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Nov 16

RosBREED: Improving the Profitability and Sustainability of the US Rosaceae Fruit Industry with Advanced Plant Breeding Tools

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Fresh and processed products of the Rosaceae plant family (almonds, apples, apricots, blackberries, peaches, pears, sweet cherries, tart cherries, strawberries, raspberries, roses and other ornamentals) provide vital contributions to human nutrition, health and well being.  Collectively their production constitutes the economic backbone of many rural communities with a collective U.S. farm gate value of approximately $10 billion.  Although current domestic production value of these crops is expanding in both domestic and export markets, the U.S. rosaceous crop industries face numerous limitations to profitability and sustainability. Overcoming these limitations requires rapid development and deployment of new cultivars with improved characteristics that meet dynamic industry market and consumer preferences.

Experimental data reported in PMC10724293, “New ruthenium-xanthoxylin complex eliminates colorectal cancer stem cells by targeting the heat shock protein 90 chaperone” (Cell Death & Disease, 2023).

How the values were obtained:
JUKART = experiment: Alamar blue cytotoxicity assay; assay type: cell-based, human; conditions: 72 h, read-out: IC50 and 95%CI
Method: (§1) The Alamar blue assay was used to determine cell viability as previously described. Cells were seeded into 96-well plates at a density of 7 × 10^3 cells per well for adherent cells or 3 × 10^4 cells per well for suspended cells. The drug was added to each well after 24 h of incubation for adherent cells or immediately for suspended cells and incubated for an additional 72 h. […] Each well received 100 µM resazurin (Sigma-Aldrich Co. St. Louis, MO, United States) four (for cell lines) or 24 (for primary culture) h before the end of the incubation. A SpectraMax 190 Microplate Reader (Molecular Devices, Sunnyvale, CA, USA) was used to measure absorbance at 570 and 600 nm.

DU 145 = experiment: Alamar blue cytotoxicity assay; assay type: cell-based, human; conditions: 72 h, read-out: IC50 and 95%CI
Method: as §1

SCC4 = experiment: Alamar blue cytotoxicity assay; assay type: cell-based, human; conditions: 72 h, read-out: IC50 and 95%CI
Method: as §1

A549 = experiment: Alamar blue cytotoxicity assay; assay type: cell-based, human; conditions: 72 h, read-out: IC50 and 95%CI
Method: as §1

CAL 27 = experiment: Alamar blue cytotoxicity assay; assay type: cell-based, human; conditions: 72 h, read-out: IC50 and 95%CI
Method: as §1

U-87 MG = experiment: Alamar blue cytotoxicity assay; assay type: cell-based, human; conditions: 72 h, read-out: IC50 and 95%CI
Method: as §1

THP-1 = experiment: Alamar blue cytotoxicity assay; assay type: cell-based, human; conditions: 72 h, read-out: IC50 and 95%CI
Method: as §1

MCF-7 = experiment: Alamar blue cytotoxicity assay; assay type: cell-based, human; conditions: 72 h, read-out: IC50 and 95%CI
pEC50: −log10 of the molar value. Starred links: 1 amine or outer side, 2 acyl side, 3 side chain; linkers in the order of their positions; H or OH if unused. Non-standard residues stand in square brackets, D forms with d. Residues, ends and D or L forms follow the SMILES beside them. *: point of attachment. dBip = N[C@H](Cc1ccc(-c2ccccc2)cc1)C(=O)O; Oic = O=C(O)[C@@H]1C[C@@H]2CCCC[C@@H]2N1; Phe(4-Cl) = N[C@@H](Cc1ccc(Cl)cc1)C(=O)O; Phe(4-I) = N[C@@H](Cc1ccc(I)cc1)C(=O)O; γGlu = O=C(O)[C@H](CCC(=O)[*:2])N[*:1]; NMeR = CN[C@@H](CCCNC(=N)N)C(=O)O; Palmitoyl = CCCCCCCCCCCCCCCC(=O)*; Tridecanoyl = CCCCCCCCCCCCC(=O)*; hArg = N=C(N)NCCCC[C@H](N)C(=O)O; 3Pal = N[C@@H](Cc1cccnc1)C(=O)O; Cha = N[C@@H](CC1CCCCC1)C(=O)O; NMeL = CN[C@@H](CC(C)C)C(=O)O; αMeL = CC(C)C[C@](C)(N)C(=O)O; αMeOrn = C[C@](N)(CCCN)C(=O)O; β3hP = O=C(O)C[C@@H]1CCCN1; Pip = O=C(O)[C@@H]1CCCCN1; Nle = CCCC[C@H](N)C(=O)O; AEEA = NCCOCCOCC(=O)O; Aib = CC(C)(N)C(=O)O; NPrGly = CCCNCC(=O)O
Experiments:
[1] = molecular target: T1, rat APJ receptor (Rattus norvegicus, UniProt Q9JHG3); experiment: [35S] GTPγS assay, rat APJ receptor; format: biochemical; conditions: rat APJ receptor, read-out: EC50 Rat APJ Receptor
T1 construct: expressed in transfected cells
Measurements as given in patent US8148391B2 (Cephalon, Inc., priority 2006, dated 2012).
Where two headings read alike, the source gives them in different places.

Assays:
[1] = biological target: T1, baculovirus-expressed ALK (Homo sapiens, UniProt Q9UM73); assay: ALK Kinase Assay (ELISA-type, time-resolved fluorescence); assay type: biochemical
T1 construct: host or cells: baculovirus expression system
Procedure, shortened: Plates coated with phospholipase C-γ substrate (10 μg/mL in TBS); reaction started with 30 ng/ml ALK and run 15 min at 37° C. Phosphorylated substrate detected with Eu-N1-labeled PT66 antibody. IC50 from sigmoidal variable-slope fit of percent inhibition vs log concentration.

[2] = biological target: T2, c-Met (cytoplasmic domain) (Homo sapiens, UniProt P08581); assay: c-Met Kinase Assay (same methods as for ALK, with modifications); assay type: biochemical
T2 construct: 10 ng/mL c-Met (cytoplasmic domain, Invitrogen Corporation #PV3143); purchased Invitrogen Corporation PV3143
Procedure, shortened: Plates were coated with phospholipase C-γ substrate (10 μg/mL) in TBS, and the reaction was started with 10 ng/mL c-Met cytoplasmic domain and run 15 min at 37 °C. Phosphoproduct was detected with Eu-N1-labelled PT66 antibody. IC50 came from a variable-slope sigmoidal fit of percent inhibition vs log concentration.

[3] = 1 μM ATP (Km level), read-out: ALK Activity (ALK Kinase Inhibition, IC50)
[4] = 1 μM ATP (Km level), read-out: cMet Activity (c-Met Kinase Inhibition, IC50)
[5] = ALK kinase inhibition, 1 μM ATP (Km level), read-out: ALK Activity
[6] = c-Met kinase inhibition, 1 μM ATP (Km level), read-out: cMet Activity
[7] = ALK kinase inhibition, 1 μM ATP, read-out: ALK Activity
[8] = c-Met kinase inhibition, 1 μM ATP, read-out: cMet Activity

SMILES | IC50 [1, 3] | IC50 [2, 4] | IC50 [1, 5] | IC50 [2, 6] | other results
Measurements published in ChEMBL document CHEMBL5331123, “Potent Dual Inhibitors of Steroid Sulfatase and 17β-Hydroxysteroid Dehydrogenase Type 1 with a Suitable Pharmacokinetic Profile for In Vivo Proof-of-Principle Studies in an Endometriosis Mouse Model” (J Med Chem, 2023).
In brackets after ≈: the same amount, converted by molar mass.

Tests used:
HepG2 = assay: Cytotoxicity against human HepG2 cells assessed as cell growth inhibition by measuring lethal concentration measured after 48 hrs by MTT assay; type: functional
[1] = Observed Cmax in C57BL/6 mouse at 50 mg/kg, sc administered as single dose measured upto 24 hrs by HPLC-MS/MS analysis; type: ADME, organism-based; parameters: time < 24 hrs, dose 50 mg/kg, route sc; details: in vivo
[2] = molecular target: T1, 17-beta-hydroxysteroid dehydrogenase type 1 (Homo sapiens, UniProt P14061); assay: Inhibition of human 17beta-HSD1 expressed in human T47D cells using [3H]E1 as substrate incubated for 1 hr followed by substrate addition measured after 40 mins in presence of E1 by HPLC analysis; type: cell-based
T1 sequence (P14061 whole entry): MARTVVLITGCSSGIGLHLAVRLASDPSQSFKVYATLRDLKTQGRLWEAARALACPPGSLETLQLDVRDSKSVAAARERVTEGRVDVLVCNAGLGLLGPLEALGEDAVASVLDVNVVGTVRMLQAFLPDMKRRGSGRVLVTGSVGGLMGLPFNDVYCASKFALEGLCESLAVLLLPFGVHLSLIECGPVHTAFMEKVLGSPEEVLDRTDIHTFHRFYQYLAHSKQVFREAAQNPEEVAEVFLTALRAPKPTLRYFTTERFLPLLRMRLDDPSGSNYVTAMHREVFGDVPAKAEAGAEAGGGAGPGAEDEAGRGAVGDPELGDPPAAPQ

The RosBREED project is developing and deploying genetic technologies that for the first time enable the cost-effective application of DNA diagnostic plant breeding tools in the first set of rosaceous crops (e.g. apple, peach, cherry and strawberry). We have created a broadly-accessible advanced breeding tools infrastructure for U.S. breeders and researchers, which allows everyone quick and easy access to a broad range of information. Our stakeholders and advisors include people from not only the production/processing sector but also the marketing sector of the supply chain, to prioritize breeding priorities. Substantial dollar savings have already been realized from the access and use of this information in breeding programs, by speeding up the breeding process, and early elimination of selections with poor quality fruit.  This dramatic increase in breeding efficiency will result in the more rapid availability of new cultivars with superior fruit quality for U.S. growers, increasing their profitability and competitiveness in the global marketplace. The knowledge and data gained are accessible on the project web site at http://www.rosbreed.org and through the Rosaceae genetics and genomics website at http://www.rosaceae.org.